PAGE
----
We consider all interventions (or lack thereof) outlined in Box 1 as critical to success, and clinicians should not expect similar benefits in their own patients by simply adopting early feeding alone. However, a few interventions deserve particular mention. We believe that euvolemia is paramount to the improved clinical appearance of patients the day after surgery and for the improved outcomes in this investigation.28,29 Partnering with anesthesiology to achieve this was critical. In our investigation, perioperative fluid restriction did not increase the duration or frequency of hypotension within the first 48 hours after surgery nor did it increase the incidence of acute renal failure. It is worth highlighting that transient oliguria (up to 24 hours after surgery) with urine output as low as 20 mL/h is a normal response to surgical stress and does not require intervention.30,31 On the other hand, avoidance of preoperative dehydration (eg, mechanical bowel preparation) and caloric restriction, the use of prokinetics, and initiation of early feeding all contributed to acceleration of gastrointestinal function.10,17,18,32 In our complex cytoreductive cohort, roughly 40% of women in the case group underwent large bowel resection with no measurable untoward effects relative to women in the control group with regard to anastomotic leaks and abscesses. Despite its merits, a recent review and meta-analysis concluded that early feeding is associated with increased postoperative nausea and vomiting32 and might explain the higher frequency of nausea and vomiting observed in our investigation despite aggressive multimodal postoperative nausea and vomiting prophylaxis. Despite this increase in nausea and vomiting, 87% rated their satisfaction with nausea and vomiting control as excellent or very good, suggesting that early feeding is overall well tolerated.
Epidural analgesia and patient-controlled analgesia have been used commonly in prior enhanced recovery trials.33,34 After significant debate, our investigative group elected to omit epidural analgesia in patients undergoing laparotomy given concerns about fluid shifts and hypotension in a patient population who commonly present with large cancer burdens, poor nutrition, and several liters of ascites, particularly when adopting a strategy of euvolemia intraoperatively. Excellent results were obtained even without the use of intrathecal analgesia. However, patients undergoing pelvic organ prolapse surgery appeared to derive significant benefit from intrathecal anesthesia, and in the future, an attempt will be made to increase use in our institution.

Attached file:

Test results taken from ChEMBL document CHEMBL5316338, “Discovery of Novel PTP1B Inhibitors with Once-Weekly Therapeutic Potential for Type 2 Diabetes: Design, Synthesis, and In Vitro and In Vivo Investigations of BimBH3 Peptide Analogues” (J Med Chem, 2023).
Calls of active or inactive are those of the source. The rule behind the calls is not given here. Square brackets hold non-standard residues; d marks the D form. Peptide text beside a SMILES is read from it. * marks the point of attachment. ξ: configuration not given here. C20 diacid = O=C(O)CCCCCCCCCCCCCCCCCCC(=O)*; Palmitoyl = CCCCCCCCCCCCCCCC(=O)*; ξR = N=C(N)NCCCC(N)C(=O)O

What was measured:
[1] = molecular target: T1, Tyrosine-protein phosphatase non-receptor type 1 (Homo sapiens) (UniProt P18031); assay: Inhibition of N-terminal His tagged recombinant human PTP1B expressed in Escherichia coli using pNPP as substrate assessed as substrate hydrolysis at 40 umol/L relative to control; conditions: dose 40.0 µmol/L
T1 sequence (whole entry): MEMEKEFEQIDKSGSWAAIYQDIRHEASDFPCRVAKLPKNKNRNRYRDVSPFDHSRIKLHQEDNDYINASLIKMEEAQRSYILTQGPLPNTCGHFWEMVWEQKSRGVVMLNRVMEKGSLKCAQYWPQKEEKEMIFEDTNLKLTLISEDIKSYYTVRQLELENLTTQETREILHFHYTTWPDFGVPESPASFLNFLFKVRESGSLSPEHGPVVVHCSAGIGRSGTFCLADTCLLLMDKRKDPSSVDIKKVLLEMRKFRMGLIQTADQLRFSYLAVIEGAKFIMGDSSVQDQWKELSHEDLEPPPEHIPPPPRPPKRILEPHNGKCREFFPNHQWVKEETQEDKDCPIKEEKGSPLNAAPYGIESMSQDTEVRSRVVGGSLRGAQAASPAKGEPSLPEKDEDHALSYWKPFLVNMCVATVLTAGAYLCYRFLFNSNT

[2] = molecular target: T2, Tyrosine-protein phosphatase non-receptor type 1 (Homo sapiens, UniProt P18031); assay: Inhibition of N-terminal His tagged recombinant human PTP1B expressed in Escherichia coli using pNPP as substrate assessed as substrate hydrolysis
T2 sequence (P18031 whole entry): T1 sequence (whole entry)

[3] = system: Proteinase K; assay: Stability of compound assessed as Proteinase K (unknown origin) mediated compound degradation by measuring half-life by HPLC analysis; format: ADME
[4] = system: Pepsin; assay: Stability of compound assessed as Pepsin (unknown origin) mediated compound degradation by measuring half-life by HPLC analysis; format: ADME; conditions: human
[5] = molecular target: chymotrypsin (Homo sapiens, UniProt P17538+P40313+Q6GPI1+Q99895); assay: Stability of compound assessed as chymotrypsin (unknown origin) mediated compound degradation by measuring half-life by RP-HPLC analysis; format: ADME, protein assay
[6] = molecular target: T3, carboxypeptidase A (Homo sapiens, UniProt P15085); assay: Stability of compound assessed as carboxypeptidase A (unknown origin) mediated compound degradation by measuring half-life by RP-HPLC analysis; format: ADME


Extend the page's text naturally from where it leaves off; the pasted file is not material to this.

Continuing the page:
Weaknesses of this investigation include that it was not designed as a randomized clinical trial. Considering accumulating data on the success of enhanced recovery pathways in other surgical subspecialties, our group felt that this initiative was best executed as a quality improvement study. However, we used historical controls 6 months before adoption of this pathway such that changes in practice patterns, techniques, and staffing were minimal between groups. Sample size was powered to detect differences in hospital length of stay. Thus, although we found no changes in morbidity, mortality, or readmission between groups, this study may be underpowered to detect such differences. Lastly, given the large number of changes contained within the management pathway, it is impossible to determine which intervention had the greatest effect on recovery. However, all of the elements of this pathway have merit with respect to various end points, including patient comfort and satisfaction, even if they potentially do not affect cost or length of stay. Furthermore, there are virtually no costs required to implement this pathway.
In summary, institution of an enhanced recovery pathway in gynecologic surgery resulted in significant improvement of postoperative outcomes including earlier return of gastrointestinal function, excellent pain management with significantly reduced opioid requirements, decreased length of hospital stay, excellent patient satisfaction combined with substantial cost reductions while maintaining stable complication and readmission rates. Women undergoing the most complex oncologic procedures appear to have the most to gain from this management strategy. At present all women undergoing inpatient gynecologic surgery at Mayo Clinic, regardless of diagnosis, are managed under the enhanced recovery pathway.